11 Movies About the Titanic You've Probably Never Heard Of

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When James Cameron decided to make a film about the sinking of the Titanic, he wasn’t exactly venturing into uncharted waters. Ever since the disaster struck in 1912, there has been a steady stream of movies depicting the tragedy, including an early “talkie,” an '80s political thriller, and a bizarre animated musical that has to be seen to be believed. So if you’re not a fan of the DiCaprio version, know that plenty of other options are out there.


On April 14, 1912 at 11:40 p.m., the RMS Titanic collided with an iceberg in the North Atlantic Ocean. During the wee hours of the next morning, she vanished beneath the waves, killing over 1500 people in the process. Then, on May 14 of that very same year, the first in what would become a long line of motion pictures about the disaster was released. That’s right: The first-ever Titanic film came out a mere 29 days after the boat sank!

Produced by Éclair Studios, the picture was called Saved From the Titanic. Today, it’s regarded as a movie of huge historical significance, and not just because of the release date. This film stars Dorothy Gibson, an actress who was saved from the real Titanic. When that vessel started to go under, Gibson was among the 2228 people aboard. Luckily for her, she managed to secure a spot on the very first lifeboat that was lowered into the water. A passing ship called the RMS Carpathia rescued her, along with many other survivors.

Saved From the Titanic is a fictionalization of Gibson’s harrowing experience. For some extra authenticity, she wore the same outfit that she’d donned when the Carpathia found her. Reliving the worst night of her life took an awful toll on Gibson. It was said that she’d often sob uncontrollably during the shoot, and the actress endured a mental breakdown after production wrapped. No known copies of Saved From the Titanic have survived to the present day—although a few promotional photos still exist.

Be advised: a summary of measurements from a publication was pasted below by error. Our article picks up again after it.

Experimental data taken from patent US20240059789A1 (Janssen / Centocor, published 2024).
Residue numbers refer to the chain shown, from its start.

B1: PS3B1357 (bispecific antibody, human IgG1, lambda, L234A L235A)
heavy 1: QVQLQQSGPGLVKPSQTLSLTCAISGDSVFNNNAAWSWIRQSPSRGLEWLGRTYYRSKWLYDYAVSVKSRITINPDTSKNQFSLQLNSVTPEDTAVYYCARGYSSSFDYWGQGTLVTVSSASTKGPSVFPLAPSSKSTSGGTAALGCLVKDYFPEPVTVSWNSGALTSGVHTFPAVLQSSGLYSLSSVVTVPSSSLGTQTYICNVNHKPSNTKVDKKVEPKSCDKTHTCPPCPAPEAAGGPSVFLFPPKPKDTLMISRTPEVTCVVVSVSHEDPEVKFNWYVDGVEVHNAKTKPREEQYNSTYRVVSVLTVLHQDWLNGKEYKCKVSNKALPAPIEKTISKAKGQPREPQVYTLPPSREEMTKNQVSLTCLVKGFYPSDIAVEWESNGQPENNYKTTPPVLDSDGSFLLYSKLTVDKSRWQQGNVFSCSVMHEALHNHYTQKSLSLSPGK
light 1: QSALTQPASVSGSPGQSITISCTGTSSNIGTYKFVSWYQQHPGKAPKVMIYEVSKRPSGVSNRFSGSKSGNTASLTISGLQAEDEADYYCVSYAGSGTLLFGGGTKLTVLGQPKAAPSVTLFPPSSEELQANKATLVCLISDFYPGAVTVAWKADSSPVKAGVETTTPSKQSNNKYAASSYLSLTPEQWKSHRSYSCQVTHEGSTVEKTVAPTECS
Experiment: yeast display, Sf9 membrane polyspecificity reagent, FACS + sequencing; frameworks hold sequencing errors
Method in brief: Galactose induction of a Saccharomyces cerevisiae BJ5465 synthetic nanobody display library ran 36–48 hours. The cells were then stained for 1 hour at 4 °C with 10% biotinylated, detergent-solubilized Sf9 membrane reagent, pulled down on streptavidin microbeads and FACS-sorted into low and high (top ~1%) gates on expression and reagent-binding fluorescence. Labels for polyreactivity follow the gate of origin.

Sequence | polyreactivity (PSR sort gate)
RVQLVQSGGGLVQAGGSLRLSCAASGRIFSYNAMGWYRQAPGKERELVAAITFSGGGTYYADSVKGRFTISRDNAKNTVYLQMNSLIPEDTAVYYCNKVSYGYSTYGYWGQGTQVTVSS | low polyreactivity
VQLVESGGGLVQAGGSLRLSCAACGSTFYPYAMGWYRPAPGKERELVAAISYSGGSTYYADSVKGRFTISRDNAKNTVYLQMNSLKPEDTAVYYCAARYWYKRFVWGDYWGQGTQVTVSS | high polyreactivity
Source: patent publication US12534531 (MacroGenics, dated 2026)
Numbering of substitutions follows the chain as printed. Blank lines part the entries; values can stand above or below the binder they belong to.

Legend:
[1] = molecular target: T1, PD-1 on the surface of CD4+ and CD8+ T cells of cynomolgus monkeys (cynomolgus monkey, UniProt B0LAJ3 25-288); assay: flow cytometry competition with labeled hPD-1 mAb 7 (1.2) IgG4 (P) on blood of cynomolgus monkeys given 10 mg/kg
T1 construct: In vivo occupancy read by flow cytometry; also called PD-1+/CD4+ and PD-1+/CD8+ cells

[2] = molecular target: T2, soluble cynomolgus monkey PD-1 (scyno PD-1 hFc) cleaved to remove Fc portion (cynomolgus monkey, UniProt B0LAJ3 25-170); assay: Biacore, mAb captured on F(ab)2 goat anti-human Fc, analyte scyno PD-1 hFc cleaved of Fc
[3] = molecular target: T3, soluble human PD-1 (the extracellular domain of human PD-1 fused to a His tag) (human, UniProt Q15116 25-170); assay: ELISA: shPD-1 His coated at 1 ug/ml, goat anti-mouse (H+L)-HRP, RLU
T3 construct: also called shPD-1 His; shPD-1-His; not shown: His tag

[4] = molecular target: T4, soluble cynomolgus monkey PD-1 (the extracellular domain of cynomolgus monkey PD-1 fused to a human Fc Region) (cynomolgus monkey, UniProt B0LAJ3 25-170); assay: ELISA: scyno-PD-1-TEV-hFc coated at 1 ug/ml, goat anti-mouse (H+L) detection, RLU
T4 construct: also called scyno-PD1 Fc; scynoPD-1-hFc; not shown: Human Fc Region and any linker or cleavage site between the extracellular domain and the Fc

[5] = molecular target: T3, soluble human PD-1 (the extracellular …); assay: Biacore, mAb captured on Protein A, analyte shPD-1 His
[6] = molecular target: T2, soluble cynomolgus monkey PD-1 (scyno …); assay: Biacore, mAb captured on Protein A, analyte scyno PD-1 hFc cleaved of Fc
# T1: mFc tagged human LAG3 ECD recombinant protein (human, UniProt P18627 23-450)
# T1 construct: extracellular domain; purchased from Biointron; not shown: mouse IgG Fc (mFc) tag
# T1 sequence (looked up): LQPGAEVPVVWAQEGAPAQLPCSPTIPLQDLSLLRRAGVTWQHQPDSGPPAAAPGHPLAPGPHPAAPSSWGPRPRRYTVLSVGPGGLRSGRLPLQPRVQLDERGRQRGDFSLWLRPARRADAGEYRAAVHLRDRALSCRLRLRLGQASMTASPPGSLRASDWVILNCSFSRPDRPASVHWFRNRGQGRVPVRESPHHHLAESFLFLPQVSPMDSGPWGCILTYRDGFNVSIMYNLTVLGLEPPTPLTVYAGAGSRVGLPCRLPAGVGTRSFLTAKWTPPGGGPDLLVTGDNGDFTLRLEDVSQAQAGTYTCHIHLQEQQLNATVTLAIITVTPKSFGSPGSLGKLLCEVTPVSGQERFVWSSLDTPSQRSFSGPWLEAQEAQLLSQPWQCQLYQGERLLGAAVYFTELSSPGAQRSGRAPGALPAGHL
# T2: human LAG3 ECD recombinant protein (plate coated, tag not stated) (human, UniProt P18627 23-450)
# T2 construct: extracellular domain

2. IN NACHT UND EIS (1912)

Another silent drama, In Nacht und Eis (“Night Time in the Ice”) was directed by Mime Misu, a former barber. Filmed in northern Germany, the movie premiered at a Berlin theater on August 17, 1912. At 42 minutes from start to finish, In Nacht Und Eis was deemed unusually long by the standards of its period. Back in the early 1910s, most movies had a runtime of 20 minutes or less. Evidently, really long Titanic flicks are nothing new.

For decades, movie historians believed that In Nacht und Eis—like Saved From the Titanic—had been lost to history. But in 1998, two private collectors and a major German film archive all came forward with original copies of Misu’s film. The salvaged footage has since been re-edited into a shortened cut that can be viewed with English subtitles on YouTube.

3. ATLANTIC (1929)

Also known as Disaster in the Atlantic, this was the very first “talkie” to be inspired by the Titanic’s ill-fated voyage. It’s a cinematic adaptation of The Berg, a stage play that had recently opened to rave reviews in West London. Interestingly, while playwright Ernest Raymond extensively researched the Titanic catastrophe for his show, the play never actually mentions this ship by name. The Berg chronicles the final two hours of an unidentified ocean liner that’s just had a lethal run-in with a mass of floating ice. Similarly, the movie version refers to its vessel as the Atlantic. This was likely done at the request of the White Star Line, the British shipping company that had built the Titanic between 1909 and 1911. Still, some newspapers connected the dots anyway, describing the picture as a “Film of the Titanic.”

4. TITANIC (1943)

In 1941, Joseph Goebbels—Adolf Hitler’s Propaganda Minister—decided to create a big-budget film about history’s most famous shipwreck. Of course, it wouldn’t exactly be a faithful retelling. With World War II underway, Goebbels and screenwriter Harald Bratt envisioned this project as a way to smear Germany’s chief adversary: Great Britain. To do so, the script threw accuracy out the window. The movie’s villain is J. Bruce Ismay, an English businessman who’d presided over the White Star Line in real life and was on the Titanic when she sank. However, Goebbels’s film shows him bribing the captain to speed up the ship so that the voyage can set a new Transatlantic passage record. This is pure fiction, wholly unsupported by the evidence, and the only character who ever warns Ismay about the dangers of icebergs is a made-up German officer named Petersen. At the end of the movie, Petersen tries to bring this greedy scoundrel to justice before a board of inquiry. Since the ruling body is 100 percent British, Ismay—naturally—gets off scot-free. Titanic proceeds to hammer in its prejudiced message with a title card at the end of the film that says “The death of 1,500 passengers remains unatoned for, an eternal condemnation of England’s quest for profit.”